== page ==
Two student leaders of the historic Blackburn Takeover protests that occurred last fall said publicly for the first time that they had signed an agreement with the University that prohibited them from revealing details of the settlement.
University officials, however, said no such agreement prohibited the students from revealing the details, but that a “confidential” clause did exist with the protesters’ attorney.
Signed contracts, often known as a non-disclosure agreement or NDA, would prohibit protesters from revealing the details of a settlement. Such an agreement is highly unusual and would often raise more questions, according to collegiate protest experts.
After 34 days of occupying the Armour J. Blackburn University Center, student protestors reached an agreement with the University’s administration on Nov. 13, 2021, after reviewing what the students said was a confidential agreement. Students had been protesting for better living conditions in the dorms, the reinstatement of student positions on the Board of Trustees and a lack of transparency between the University and the students.
Erica England, one of the protest leaders and a then-political science major, said that Donald Temple, the attorney who represented the protesters, met with the demonstrators in the Blackburn auditorium and outlined the details of the agreement. “There was not a lot of transparency with the document,” England said. “We were told verbally what was in [it].”
Nikkya Taliaferro, a sophomore political science major and student protestor, said she read the agreement “quickly” on a cell phone in Blackburn’s lobby. She said students passed the phone around and were told to type in their names if they agreed with the terms.
Frank Tramble, Howard’s vice president and chief communications officer, said the document passed around was not an NDA but a “memorandum of understanding,” also known as an MOU. He said protesters did not directly sign the agreement.
“The students’ legal representative was the sole signatory on their behalf, and, like most MOUs, it included a confidentiality provision,” he said. “The students’ legal representative provided a list of students who presumably self-identified as participating in the unapproved occupation to take advantage of the settlement terms. While we will not discuss the terms of the agreement, academic issues were left to the discretion of the faculty, taking into consideration each student’s situation. We have no knowledge of any students signing an NDA and insisted on not engaging with the students until they had legal representation at the table.”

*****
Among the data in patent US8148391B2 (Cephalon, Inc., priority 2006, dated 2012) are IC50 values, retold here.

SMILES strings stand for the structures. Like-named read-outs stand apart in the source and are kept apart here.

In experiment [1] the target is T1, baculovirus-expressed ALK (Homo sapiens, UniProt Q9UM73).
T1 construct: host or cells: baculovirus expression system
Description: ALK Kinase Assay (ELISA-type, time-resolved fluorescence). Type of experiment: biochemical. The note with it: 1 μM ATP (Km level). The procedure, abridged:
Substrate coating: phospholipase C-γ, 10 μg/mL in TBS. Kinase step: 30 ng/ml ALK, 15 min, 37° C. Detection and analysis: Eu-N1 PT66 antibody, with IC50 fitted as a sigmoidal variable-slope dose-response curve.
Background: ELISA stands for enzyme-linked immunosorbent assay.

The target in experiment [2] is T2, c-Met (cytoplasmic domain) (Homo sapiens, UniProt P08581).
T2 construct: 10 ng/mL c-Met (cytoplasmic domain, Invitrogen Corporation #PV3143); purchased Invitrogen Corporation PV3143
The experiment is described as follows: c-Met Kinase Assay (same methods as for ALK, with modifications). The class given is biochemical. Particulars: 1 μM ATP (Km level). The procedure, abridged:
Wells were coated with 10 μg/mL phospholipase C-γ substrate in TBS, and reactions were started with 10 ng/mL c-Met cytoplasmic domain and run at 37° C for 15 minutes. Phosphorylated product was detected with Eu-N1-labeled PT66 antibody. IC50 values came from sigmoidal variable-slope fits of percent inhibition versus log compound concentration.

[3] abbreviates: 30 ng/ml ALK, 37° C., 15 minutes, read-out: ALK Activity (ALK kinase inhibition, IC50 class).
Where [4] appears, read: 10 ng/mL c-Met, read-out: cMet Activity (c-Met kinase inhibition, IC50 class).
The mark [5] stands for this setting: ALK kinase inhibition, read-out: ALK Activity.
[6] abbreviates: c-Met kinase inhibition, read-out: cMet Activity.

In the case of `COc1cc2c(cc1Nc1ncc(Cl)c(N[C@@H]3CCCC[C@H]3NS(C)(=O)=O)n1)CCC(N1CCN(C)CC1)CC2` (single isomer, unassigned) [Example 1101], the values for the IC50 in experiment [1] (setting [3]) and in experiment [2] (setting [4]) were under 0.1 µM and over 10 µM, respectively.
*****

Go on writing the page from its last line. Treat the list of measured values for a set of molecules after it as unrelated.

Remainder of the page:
Jerusha Conner, a student protest expert and director of graduate education programs at Villanova University said it was uncommon for protesters and university officials to enter into an agreement where the terms are not public.
“It’s highly unusual for student protests or occupations to end with a non-disclosure agreement, as students are often trying to promote greater transparency and accountability in institutional decision making,” Conner said.
Todd Vachon, a labor negotiation expert and assistant professor of Labor Studies at Rutgers University, said the private agreements could raise more questions than they answer.
Such agreements, Vachon said, “have become increasingly popular among employers and wealthy individuals seeking to resolve sensitive or controversial issues outside of public view, sometimes making concessions that they would not want to make on record or that could set precedent,” he said, “I have not heard of them being used as part of a resolution to a social protest before, but that doesn’t mean it has not happened.”